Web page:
Root Beer Float
First time in sixty years I order a root
beer float. I'm old enough to get what I want.
I want to slurp it in private but this man,
construction worker, plops down too.
I slurp. He moves. Good. I ask the soda
jerk for another squirt. I’m old enough.
This construction guy takes out his book
to highlight passages. Sorry I made him move.
Finally, "What are you reading?"
"A Buddhist theory of time and space."
Oh. That's what I wanted to read. I’m
old enough. Another squirt of root beer.
"I hope you enjoy Time and Space."
"Hope as much as you enjoyed your Root Beer."
One last slurp. Bottom’s up.
I’ve paid my bill.
A Time to Go
Everything flows, nothing abides
We walk the Green Way
while our dog swims the Yadkin.
We read history on the road,
the giant flume that brought
the lumber to build our town.
Before the corn reached
our knees, now so high
tassels hide the view
of General Gordon's home.
Gordon, youngest Confederate
General, dead at forty-two.
Nothing lasts forever.
It’s time to go.
First Cherokee meeting place
Keowee, then Mulberry Fields
during the Revolution.
Corn tassels silence
the sound of drum,
footstep of the march.
The harvest comes again.
Worms pitch tent in Mulberry trees.
Nothing will last forever.
It's time to go.
They do Death Right
They do death right
in the South.
"After they wash the bodies
the hair is straight,"
my friend tells me.
"I bring in my own hairdryer
and curling iron.
It's the last thing
I can do for a friend."
In the South, the dead
are safe. The traffic pulls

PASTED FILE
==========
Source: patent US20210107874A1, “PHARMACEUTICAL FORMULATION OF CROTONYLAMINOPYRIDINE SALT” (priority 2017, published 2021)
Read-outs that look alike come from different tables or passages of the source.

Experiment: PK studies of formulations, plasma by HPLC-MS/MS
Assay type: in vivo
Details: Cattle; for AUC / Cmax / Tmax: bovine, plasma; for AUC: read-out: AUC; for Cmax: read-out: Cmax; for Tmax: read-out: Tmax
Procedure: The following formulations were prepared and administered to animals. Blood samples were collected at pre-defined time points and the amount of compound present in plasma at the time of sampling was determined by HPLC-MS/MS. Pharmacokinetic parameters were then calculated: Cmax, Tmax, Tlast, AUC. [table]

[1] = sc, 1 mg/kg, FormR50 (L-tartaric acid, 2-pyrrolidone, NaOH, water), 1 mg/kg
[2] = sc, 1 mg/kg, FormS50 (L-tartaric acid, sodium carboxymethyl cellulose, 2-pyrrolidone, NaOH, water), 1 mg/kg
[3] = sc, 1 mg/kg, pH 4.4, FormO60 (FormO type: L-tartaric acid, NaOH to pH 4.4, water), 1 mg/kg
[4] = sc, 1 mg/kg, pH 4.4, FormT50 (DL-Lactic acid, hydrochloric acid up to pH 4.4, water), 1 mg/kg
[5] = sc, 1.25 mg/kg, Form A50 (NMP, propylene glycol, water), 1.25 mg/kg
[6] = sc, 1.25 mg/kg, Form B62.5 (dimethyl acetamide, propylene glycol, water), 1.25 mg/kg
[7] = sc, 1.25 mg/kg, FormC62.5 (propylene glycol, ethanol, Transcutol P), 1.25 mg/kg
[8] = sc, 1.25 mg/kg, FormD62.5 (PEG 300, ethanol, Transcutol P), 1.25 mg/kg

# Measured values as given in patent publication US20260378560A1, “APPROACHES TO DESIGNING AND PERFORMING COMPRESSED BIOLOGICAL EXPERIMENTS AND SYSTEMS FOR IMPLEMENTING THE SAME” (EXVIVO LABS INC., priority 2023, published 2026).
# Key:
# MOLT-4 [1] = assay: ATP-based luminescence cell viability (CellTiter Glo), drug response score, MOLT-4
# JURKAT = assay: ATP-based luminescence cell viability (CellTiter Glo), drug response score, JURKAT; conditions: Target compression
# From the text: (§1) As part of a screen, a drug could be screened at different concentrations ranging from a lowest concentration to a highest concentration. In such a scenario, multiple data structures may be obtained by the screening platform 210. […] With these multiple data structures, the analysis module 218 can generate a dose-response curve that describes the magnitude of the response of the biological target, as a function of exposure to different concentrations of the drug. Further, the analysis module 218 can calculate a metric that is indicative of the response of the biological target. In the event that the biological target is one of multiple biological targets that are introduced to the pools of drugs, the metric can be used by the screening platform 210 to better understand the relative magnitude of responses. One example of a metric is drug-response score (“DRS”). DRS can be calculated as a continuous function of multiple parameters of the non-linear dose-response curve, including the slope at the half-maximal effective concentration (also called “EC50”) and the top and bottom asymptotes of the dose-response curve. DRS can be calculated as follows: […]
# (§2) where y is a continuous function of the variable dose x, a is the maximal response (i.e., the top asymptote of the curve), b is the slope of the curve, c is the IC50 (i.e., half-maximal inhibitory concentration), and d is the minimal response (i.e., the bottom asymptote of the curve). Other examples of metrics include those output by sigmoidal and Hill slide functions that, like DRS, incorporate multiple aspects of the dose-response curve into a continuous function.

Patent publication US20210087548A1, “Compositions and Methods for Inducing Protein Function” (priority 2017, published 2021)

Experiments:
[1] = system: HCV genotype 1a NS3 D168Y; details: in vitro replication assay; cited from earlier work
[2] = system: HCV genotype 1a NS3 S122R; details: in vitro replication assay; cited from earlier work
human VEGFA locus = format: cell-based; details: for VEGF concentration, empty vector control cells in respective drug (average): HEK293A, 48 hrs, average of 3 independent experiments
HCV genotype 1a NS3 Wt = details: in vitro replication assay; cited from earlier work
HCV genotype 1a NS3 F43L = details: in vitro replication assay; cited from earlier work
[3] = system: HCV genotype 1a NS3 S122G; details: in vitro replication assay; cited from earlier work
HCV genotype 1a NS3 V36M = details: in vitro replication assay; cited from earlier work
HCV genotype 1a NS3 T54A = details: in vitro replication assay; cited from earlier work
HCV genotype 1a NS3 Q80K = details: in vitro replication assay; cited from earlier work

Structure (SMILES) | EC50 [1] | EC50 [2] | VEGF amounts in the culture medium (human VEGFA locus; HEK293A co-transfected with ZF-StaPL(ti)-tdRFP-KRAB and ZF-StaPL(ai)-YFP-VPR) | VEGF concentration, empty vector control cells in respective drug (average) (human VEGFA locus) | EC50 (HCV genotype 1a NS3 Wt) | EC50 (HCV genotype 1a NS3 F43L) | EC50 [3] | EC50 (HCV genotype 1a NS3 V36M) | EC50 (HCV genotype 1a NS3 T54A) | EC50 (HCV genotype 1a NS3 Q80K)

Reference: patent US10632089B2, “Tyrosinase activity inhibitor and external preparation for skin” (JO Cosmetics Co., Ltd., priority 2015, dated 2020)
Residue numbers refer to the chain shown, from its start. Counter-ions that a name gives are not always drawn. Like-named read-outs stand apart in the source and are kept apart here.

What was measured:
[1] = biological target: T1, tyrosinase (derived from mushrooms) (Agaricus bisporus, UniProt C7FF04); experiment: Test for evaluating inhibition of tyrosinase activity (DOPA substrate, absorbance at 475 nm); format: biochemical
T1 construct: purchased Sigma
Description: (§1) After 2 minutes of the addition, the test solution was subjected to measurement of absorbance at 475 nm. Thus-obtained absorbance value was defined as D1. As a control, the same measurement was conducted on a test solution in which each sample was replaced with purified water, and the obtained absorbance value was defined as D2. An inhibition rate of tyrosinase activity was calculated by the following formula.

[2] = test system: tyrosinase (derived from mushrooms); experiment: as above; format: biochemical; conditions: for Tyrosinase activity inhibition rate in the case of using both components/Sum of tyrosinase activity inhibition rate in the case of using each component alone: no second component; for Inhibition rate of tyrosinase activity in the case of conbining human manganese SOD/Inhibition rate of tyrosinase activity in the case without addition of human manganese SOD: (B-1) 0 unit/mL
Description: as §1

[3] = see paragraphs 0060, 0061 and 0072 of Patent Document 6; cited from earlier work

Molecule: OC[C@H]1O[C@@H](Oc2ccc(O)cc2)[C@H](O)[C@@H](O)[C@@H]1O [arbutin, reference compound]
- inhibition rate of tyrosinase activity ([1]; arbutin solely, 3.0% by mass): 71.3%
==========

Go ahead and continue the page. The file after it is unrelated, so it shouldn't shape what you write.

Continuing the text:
to the side of the road
for the funeral procession
as for fire trucks in California.
The snake handlers
quote Matthew. “They
who believe in the Lord
will not perish
from the serpent's bite.”
They do death right.
At his viewing, my yard
man who sowed ginseng
and creesie greens for me
wore a brand new pair
of bib overalls.
There was a telephone
among the gladiolas.
The ribbon said, "Jesus called."
They do death right.
“At hog killing time my mother served
cracklings baked in cornbread
and spice wood tea.”
At farmers' market I buy sticks
of spice wood, sourwood honey
and a jar of pigs’ feet, chock
full of gelatin. My mother served me,
when I had mono, gelatin
blended with eggnog. Sickening!
My father brought home pickled
pigs’ feet from the railroad. Delicious!
Glad to be grown up and healthy.
Autumn they drive to Whipperwill
to pick the scuppernong and muscatine.
Spring they troop to Boone for mountain
laurel, family to the avocado, heather
Summer they fish for blue at Nag’s Head,
send Hermit crabs racing for a shell.
Remembering what Jesus said,
"Fox’s have dens and birds of the air
have nests, but the son of man
has no place to lay his head.”
I winter back to California.
Pruners trimmed my giant valley oak.
Birds were looking for their home:
Spanish moss and mistletoe.